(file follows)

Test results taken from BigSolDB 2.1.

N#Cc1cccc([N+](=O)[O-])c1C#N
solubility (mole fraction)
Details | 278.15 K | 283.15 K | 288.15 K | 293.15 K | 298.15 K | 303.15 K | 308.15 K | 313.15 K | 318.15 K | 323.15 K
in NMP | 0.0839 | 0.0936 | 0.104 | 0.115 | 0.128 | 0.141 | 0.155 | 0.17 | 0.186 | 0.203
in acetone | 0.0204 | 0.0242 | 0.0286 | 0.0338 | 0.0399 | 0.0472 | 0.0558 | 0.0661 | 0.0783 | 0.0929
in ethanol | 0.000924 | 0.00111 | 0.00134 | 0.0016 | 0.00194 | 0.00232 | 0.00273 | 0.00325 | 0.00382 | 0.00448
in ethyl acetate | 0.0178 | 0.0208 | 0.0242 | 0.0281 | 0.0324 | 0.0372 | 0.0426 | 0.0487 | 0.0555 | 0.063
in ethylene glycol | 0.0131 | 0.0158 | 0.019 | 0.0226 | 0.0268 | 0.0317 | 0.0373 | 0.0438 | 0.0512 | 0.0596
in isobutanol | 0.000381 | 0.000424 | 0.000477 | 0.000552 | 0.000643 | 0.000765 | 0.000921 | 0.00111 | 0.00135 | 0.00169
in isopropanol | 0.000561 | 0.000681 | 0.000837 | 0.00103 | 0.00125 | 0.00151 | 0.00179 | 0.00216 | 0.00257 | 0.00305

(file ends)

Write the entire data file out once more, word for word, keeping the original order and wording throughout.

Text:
Test results taken from BigSolDB 2.1.

N#Cc1cccc([N+](=O)[O-])c1C#N
solubility (mole fraction)
Details | 278.15 K | 283.15 K | 288.15 K | 293.15 K | 298.15 K | 303.15 K | 308.15 K | 313.15 K | 318.15 K | 323.15 K
in NMP | 0.0839 | 0.0936 | 0.104 | 0.115 | 0.128 | 0.141 | 0.155 | 0.17 | 0.186 | 0.203
in acetone | 0.0204 | 0.0242 | 0.0286 | 0.0338 | 0.0399 | 0.0472 | 0.0558 | 0.0661 | 0.0783 | 0.0929
in ethanol | 0.000924 | 0.00111 | 0.00134 | 0.0016 | 0.00194 | 0.00232 | 0.00273 | 0.00325 | 0.00382 | 0.00448
in ethyl acetate | 0.0178 | 0.0208 | 0.0242 | 0.0281 | 0.0324 | 0.0372 | 0.0426 | 0.0487 | 0.0555 | 0.063
in ethylene glycol | 0.0131 | 0.0158 | 0.019 | 0.0226 | 0.0268 | 0.0317 | 0.0373 | 0.0438 | 0.0512 | 0.0596
in isobutanol | 0.000381 | 0.000424 | 0.000477 | 0.000552 | 0.000643 | 0.000765 | 0.000921 | 0.00111 | 0.00135 | 0.00169
in isopropanol | 0.000561 | 0.000681 | 0.000837 | 0.00103 | 0.00125 | 0.00151 | 0.00179 | 0.00216 | 0.00257 | 0.00305